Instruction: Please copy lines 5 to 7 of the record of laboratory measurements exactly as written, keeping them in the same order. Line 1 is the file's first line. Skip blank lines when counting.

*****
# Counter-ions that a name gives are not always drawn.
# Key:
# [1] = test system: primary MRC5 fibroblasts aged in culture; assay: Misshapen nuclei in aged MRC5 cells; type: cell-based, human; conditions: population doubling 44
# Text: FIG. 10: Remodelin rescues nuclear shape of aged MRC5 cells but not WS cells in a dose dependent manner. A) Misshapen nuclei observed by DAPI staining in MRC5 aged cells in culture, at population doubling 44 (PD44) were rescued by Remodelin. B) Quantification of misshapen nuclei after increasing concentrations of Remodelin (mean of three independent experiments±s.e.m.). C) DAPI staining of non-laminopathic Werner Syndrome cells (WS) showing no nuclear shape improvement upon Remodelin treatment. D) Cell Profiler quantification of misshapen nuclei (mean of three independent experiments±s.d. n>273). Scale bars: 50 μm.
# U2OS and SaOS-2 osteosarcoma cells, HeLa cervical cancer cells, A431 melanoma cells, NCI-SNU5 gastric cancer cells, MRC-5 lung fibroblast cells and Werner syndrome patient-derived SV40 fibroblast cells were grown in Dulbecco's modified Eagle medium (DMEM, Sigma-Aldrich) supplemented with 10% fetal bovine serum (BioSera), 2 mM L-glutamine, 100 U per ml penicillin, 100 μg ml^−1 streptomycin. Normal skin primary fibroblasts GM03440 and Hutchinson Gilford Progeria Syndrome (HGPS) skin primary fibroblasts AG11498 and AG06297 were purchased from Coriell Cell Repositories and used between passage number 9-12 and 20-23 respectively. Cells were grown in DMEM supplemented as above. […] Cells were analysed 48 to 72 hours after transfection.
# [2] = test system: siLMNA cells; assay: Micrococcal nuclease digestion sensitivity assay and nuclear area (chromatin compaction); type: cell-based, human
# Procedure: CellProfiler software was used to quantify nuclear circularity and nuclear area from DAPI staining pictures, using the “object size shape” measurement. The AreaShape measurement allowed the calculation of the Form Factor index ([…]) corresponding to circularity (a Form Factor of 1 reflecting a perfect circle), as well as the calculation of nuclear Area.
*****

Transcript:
# U2OS and SaOS-2 osteosarcoma cells, HeLa cervical cancer cells, A431 melanoma cells, NCI-SNU5 gastric cancer cells, MRC-5 lung fibroblast cells and Werner syndrome patient-derived SV40 fibroblast cells were grown in Dulbecco's modified Eagle medium (DMEM, Sigma-Aldrich) supplemented with 10% fetal bovine serum (BioSera), 2 mM L-glutamine, 100 U per ml penicillin, 100 μg ml^−1 streptomycin. Normal skin primary fibroblasts GM03440 and Hutchinson Gilford Progeria Syndrome (HGPS) skin primary fibroblasts AG11498 and AG06297 were purchased from Coriell Cell Repositories and used between passage number 9-12 and 20-23 respectively. Cells were grown in DMEM supplemented as above. […] Cells were analysed 48 to 72 hours after transfection.
# [2] = test system: siLMNA cells; assay: Micrococcal nuclease digestion sensitivity assay and nuclear area (chromatin compaction); type: cell-based, human
# Procedure: CellProfiler software was used to quantify nuclear circularity and nuclear area from DAPI staining pictures, using the “object size shape” measurement. The AreaShape measurement allowed the calculation of the Form Factor index ([…]) corresponding to circularity (a Form Factor of 1 reflecting a perfect circle), as well as the calculation of nuclear Area.